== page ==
Snow Day in Ossining, Westchester NY by Susan Lasky

Always have a work-related contact list and critical info (passwords, etc.) at home – snow day or not.

  • If possible, sync your office computer with your phone and laptop or tablet.  Don’t depend on being able to access your office computer remotely; the internet may go down in bad weather.
  • As an extra precaution, print out the contact list and other critical information.  (Do this periodically.)  It is possible the electric may fail, especially in areas with snow-laden tree branches and exposed wires.  You may need the printout to make an emergency call or two. (Keep your cell phone charged and have a spare, charged power source in case it does – consider investing in a solar-powered charger.)

If you have advance warning of the snowstorm, give thought as to what you can work on at home that would be the most productive use of your time.

  • These may be tasks that will help you finish an important project you are working on now, or a project you’ve been meaning to get to that you haven’t had time for in the office, or it may be a good opportunity to do some planning, away from the urgency and interruptions of office life.
  • Gather any materials you’ll need to do the work from home.  Again, don’t count on being able to remotely access office computers, assuming your company even has that technology available for your use. (Take note, company execs – given this year’s weather, it may be time to review your policies on secure networks and remote access).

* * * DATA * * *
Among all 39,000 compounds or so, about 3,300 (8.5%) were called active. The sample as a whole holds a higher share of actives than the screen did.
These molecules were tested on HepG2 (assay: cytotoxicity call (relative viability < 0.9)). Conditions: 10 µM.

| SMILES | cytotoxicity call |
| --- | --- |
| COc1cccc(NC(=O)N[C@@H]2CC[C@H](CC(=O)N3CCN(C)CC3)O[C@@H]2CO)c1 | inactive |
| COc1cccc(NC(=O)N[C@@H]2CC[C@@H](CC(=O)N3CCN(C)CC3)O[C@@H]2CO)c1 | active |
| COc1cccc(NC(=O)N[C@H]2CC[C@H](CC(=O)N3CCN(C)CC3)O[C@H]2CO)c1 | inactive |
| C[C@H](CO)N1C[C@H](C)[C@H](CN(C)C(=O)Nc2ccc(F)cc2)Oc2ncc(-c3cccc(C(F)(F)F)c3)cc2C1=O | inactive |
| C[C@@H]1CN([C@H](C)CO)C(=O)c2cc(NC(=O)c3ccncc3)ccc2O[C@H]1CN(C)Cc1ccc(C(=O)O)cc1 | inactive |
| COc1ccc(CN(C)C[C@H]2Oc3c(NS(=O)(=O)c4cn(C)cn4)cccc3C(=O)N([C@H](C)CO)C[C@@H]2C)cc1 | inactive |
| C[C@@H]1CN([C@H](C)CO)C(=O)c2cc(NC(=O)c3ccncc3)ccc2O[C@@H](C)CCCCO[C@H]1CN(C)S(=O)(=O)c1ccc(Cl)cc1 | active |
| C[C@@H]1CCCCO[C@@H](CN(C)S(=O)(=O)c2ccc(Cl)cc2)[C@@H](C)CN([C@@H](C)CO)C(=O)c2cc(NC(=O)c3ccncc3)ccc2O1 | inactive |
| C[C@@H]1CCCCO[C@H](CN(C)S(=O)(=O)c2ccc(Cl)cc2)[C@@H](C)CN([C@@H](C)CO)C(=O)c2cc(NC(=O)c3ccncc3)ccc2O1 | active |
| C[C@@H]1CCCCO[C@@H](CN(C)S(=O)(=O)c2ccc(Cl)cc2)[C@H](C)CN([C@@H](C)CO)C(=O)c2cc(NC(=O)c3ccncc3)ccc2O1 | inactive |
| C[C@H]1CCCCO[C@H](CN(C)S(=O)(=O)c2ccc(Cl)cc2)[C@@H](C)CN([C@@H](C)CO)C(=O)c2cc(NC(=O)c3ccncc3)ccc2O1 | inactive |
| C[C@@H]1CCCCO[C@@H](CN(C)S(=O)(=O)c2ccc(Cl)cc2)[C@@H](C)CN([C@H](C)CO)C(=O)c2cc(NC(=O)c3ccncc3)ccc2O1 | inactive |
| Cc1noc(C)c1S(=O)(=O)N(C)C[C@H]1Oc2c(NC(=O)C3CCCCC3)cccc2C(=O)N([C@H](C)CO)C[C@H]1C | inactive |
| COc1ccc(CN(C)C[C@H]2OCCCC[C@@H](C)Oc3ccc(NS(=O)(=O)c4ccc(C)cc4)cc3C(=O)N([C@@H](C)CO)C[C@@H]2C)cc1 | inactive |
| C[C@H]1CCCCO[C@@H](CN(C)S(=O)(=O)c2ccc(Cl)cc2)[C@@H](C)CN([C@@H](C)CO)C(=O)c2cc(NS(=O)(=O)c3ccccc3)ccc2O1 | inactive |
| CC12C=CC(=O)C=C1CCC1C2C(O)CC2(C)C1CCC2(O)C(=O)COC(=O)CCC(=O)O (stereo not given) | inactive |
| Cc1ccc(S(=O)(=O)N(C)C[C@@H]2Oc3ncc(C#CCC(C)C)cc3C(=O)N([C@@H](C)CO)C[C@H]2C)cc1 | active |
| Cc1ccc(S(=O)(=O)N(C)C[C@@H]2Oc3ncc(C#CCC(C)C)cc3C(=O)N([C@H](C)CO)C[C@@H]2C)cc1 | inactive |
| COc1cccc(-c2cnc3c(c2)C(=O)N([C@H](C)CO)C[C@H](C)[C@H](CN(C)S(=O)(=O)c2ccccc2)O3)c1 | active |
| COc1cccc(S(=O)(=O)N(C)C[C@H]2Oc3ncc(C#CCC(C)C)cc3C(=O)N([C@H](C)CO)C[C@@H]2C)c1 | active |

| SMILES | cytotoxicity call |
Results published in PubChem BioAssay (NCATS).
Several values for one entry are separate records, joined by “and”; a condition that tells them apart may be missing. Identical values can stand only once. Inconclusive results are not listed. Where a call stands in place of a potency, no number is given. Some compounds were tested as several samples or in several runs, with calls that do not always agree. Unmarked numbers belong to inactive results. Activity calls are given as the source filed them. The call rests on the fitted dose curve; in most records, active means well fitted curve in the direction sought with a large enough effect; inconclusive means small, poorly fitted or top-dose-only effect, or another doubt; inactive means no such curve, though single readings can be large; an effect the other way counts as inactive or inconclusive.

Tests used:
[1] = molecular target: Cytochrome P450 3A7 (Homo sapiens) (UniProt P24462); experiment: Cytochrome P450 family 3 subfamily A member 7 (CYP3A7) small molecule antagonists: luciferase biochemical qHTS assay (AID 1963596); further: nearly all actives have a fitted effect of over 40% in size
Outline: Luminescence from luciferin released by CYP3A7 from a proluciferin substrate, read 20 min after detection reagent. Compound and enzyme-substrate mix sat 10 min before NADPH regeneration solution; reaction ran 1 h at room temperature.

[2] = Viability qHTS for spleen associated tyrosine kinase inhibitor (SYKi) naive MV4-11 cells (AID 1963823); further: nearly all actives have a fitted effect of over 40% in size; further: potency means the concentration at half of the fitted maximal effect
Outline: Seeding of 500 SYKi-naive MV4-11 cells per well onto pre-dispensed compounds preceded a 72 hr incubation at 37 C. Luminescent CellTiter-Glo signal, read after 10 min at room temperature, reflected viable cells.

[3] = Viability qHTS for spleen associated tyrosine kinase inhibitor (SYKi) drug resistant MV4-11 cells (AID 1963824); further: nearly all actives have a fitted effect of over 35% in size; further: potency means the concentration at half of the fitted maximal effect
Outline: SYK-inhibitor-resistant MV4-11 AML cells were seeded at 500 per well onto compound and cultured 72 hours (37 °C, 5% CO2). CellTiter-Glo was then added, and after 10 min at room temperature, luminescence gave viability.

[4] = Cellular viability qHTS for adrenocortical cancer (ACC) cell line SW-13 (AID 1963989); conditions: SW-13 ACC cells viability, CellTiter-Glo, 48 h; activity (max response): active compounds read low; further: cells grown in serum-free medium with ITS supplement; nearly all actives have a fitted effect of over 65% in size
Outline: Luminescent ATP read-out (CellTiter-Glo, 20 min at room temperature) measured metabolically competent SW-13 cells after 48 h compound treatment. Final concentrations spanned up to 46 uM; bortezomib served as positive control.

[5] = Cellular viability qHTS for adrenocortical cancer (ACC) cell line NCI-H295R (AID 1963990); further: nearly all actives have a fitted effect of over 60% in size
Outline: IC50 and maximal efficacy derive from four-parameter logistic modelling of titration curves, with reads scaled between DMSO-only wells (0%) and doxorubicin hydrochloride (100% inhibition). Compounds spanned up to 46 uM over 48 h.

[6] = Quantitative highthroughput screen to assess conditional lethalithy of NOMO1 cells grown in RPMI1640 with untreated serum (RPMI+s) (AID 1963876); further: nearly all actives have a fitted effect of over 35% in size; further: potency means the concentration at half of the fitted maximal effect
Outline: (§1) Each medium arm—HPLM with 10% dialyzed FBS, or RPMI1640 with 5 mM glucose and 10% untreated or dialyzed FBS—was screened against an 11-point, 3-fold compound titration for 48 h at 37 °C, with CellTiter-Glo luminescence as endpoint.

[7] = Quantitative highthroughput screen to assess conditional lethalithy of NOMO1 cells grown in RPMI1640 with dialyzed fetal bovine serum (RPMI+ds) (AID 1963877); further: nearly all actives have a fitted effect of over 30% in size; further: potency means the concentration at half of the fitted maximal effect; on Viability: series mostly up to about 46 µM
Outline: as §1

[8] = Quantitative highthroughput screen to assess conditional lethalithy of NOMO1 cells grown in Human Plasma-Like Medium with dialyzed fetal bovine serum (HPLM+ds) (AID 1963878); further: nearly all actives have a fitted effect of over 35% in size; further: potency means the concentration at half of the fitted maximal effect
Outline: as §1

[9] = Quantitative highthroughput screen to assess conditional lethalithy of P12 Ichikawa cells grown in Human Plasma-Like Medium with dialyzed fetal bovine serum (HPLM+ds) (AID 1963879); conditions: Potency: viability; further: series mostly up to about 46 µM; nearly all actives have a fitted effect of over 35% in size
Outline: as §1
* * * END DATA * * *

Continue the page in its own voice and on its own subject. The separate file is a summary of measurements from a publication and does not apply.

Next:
WORD #2: Expectation –  Be realistic, this is NOT another day at the office There is a limit to what you will be able to accomplish – choose carefully – don’t promise (even yourself) more than you can reasonably deliver. Realize that you WILL have distractions – house chores will call to you (especially if the work you plan on doing is less than fully engaging):  “Straighten up … clean … cook …  patch the hole in the wall …  organize the closet … ” PUT ON THE BLINDERS.  If you were at the office, you wouldn’t be tempted. You will probably receive, or have to make, some personal phone calls.  This is not a day for chatting, although others who are stuck at home but not working may think it is.  Limit the calls, as you would at work, “Hi, how are you? I’m okay, but working… will call you back.” Children – they are home as well, and DO need your attention.  Build in time to spend with them – you can’t work a full schedule unless they are older or you have in-home childcare.  Take an hour and go out sledding with the children.  You can be just as productive – even more productive – for having taken a play break.  Then don’t worry if you use the TV or a video to babysit part of the time.  Consider a project they can do nearby, while you do yours – have some ideas in advance (Preparation!). WORD #3: Clarity – Know what to do, and when to stop Be VERY specific in terms of what you will work on – the more focused you are, the more productive you’ll be in what could become a very distracting environment.  Begin the day with a clear and detailed written outline of what you have decided to accomplish.  This helps to maintain a focused work ethic at home (and gets you back on track after external or internal interruptions). Create your own benchmark – have a goal that, when achieved, will make you feel you had a fulfilling stay-at-home workday.  Reach your benchmark and STOP WORKING.  Celebrate with a cup of hot chocolate, or maybe some tea, laced with rum and spices (I think they call that a hot toddy ).